Should CPI(M) Raise the Red Flag?

These are hard times for the Communist Party of India (Marxist). After its poor performance in the general elections held in 2009, the party is now on the verge of losing its citadel, West Bengal, where it has been in power since 1977

Published: Oct 11, 2010
Image: Abhijeet Kini

The party could win only 16 seats in the 2009 elections compared to the 44 it won in 2004. Subsequently, it was trounced by the Mamata Banerjee-led Trinamool Congress in the civic polls in West Bengal held in June 2010. The CPI(M)’s defeat in the West Bengal elections next year seems almost imminent. In Kerala, factionalism threatens to spoil its chances of returning to power.

In the cacophony of Indian economic and political ideologies, the CPI(M) seems to have lost its way. Why is this 46-year-old party floundering?

Comrade Versus Comrade
Infighting has been a hallmark of the CPI(M) in recent times, with various factions pointing figures at each other for the recent electoral reverses. At a recent party conference held in Vijayawada, Prakash Karat, the general secretary of the party, attacked the Buddhadeb Bhattacharjee-led West Bengal lobby for the dipping fortunes of the party. Although he was expected to come under attack during the meeting, Karat managed to give an impression that the party was behind him.

In Kerala, the party is caught in the clash between Chief Minister V.S. Achuthanandan and Pinarayi Vijayan who is the state secretary. On May 26, 2007 the CPI(M) suspended Vijayan and Achuthanandan from the politburo of the party for their public remarks on each other. The former was investigated by the CBI for corruption. The graft case has further divided the party into pro-Achuthanandan and pro-Pinarayi groups, which could have a detrimental effect on the party’s prospects during the Assembly elections.

Not-So-Dear Leader
With the retirement and subsequent deaths of Harkishan Singh Surjeet and Jyoti Basu, the CPI(M) top leadership is now without a single leader who was part of the first politburo. General Secretary Prakash Karat faces the unenviable task of galvanising the party at a time when it has not only lost its base in West Bengal, but also seems to be ideologically divided.

Karat has also been criticised for failing to read the stars while deciding to pull out of the Manmohan Singh government over the Indo-US nuclear deal. Former Lok Sabha Speaker Somnath Chatterjee who was expelled from the party said the CPI(M) leadership had made a mistake in trying to cobble together a Third Front coalition last year.

Left, Right, Left

mg_36492_cpmmezzo_280x210.jpgThe CPI(M) has traditionally wooed voters as a party of the agrarian poor and the trade unions. Yet, in recent times it has been criticised for blatantly taking to industrialisation in West Bengal. Earlier this year, speaking at a presentation before Columbia University, politburo member Sitaram Yechury argued in favour of industrialisation in the state. Citing the example of Singur, Yechury said that it was unviable for 12,000 people to survive on 1,000 acres of agricultural land. At the same time, he said, the party strives to drive a distinction between its quest for industrialisation and the neo-liberal agenda. “Therefore, the task of opposing neo-liberalism and its implications while utilising available opportunities and formulating schemes at the state level … is a challenge that the Left is currently engaged with.”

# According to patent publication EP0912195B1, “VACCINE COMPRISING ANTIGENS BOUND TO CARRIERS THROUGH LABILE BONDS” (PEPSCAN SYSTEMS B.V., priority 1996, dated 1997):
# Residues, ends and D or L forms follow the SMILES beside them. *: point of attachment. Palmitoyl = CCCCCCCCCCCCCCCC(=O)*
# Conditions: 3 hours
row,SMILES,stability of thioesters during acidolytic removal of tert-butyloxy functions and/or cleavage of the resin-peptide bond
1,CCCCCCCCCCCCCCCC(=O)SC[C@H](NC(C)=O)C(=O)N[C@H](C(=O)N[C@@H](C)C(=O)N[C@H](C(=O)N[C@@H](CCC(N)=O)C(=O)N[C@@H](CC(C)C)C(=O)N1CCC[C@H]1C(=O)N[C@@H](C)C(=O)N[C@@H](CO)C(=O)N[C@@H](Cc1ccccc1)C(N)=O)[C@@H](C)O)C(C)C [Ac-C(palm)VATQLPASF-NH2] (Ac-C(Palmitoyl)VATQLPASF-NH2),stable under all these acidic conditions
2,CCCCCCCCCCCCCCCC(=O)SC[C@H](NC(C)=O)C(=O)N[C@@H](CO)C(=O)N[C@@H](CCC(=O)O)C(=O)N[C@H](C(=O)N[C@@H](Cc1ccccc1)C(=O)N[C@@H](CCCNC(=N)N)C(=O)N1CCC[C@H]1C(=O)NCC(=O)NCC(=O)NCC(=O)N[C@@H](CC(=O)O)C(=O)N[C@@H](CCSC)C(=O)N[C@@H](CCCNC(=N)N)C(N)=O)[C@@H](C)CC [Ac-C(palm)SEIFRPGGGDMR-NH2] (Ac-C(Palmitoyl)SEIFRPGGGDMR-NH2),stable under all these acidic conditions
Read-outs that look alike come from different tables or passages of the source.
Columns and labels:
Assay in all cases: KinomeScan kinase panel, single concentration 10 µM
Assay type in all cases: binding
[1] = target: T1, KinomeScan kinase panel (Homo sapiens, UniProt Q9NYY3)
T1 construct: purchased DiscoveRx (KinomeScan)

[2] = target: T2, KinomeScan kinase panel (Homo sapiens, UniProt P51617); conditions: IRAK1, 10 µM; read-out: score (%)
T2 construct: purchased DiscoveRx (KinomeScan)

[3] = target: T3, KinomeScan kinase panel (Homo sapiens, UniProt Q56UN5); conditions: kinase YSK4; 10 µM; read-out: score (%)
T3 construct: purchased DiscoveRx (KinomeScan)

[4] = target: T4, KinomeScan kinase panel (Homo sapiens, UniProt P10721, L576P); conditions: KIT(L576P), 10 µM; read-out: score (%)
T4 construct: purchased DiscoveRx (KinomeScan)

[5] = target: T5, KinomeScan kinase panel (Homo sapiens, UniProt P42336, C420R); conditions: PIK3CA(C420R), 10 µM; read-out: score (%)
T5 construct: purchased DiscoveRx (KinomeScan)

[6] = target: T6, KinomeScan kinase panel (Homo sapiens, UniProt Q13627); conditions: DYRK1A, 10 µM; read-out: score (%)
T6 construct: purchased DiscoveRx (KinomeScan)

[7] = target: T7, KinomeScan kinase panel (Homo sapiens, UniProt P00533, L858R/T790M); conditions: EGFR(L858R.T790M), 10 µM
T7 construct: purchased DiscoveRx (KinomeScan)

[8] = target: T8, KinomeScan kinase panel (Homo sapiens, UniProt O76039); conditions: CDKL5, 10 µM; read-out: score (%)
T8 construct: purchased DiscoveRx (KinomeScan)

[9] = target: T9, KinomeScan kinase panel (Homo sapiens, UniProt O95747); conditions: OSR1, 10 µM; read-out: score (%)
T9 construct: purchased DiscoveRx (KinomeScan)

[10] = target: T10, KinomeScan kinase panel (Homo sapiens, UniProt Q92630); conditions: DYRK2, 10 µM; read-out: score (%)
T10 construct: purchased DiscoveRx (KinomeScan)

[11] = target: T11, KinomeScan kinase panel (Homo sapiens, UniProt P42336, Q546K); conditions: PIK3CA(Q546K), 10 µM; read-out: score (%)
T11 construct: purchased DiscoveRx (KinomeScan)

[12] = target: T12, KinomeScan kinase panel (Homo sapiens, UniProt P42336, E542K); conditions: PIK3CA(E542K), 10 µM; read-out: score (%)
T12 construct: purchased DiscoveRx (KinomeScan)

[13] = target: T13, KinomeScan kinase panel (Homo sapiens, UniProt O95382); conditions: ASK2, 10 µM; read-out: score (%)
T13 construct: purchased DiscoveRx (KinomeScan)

Back To Square One
The recent electoral defeats have led to the party coming out with a rectification document in which it has sought a return to its core Marxist ideology. This has led to the Bengal leadership coming under fire for taking to neo-liberal policies and alienating the party from the people. (For example, the Bengal chief minister’s expressing his opposition to strikes.) The document also states that “there was erosion in the primacy of the working class outlook of the party“.

More Left Than Thou
Even as it has taken the challenge of facing up to American imperialism, the CPI(M) has to also contend with fighting an ideology at the other extreme: Naxalism. The CPI(M) claims that Maoist squads were responsible for the killing of around 150 CPI(M) members and supporters in West Midnapore, Bankura and Purulia districts of West Bengal since the last Lok Sabha elections. The party alleges that the attacks are orchestrated in coordination with the Trinamul Congress cadre. The surge of Maoist activity in West Bengal has particularly affected the CPI(M) cadre in the state with attacks being reported from several parts of the state.

Rebel Against Everything
The party has zeroed in on taking up agitations against the “whole gamut of neo-liberal policies which are affecting the lives of the people in all spheres.” Inflation, agrarian distress, free market policies and the Centre’s co-operation with the US on foreign policy are some of the key issues that the party plans to take up. It also seems to have given up on the idea of a Third Front and now espouses the cause of a Left Front, where parties with a Communist orientation will strive to gain further acceptance at the grassroots.

(This story appears in the 22 October, 2010 issue of Forbes India. You can buy our tablet version from Magzter.com. To visit our Archives, click here.)

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